Solving this problem is one motivation of the OpenID project. OpenID and other technologies (like SAML and Information Cards) help us share credentials across sites, allowing us to simplify this problem of having too many sets of credentials, but they don’t make the problem go away. Even if all sites accepted OpenID (as Relying Parties), one set of credentials is just not a good idea. Why?
- If your credentials get stolen all online accounts that share those credentials are also compromised. Given that OpenID providers tend to store a list of sites that you have approved, a thief could also gain access to that list, making it very easy to quickly find and logon to those accounts.
- Cross-service correlation — the ability to match your accounts across multiple services. While it is possible without multiple credentials and logons, it becomes easier when the credentials are the same. Perhaps you don’t want to make it any easier for your services to share your data? Or for the government to correlate it?
Of course, OpenID isn’t the problem here. These problems exist without unified identity. For example, many people re-use credentials from site to site making it possible for stolen credentials to be used in many places. This similar problem is often worse in that it also engenders weak passwords plus you’ve shared your password with many services who may get your credentials in the clear. Correlation today is also trivial when people tend to choose the same logon again and again (e.g., rwandering) or the logon is actually just your email address.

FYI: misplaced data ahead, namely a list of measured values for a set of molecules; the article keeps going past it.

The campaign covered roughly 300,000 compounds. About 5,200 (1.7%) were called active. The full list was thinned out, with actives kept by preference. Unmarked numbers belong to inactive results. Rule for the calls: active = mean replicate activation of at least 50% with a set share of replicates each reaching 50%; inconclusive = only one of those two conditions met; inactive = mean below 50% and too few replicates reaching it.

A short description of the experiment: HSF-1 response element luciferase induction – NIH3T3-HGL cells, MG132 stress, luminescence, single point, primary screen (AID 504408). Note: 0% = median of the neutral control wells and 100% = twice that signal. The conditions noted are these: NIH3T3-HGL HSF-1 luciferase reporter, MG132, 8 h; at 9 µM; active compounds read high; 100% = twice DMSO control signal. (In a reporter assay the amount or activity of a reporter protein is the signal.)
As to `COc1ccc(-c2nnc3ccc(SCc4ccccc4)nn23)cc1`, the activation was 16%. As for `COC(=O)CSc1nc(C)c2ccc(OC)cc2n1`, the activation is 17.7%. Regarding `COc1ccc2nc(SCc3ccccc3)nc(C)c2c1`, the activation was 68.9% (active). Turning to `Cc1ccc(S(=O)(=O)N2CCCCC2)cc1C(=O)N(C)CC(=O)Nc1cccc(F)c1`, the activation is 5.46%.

So, these problems aren’t so new. And while they do represent good reasons not to have a single identity, having 273 separate logons is too many. So, how many identities do I need? Where is the middle ground between 1 global identity and 1 logon per service?
I think this is particularly important with campaigns like Demand OpenID going on.
So, if this hasn’t happened already, it would be useful for the community to develop some material to help users make choices about sharing their credentials between sites. This would help users make better decisions on how to use OpenID.
Is someone working on this?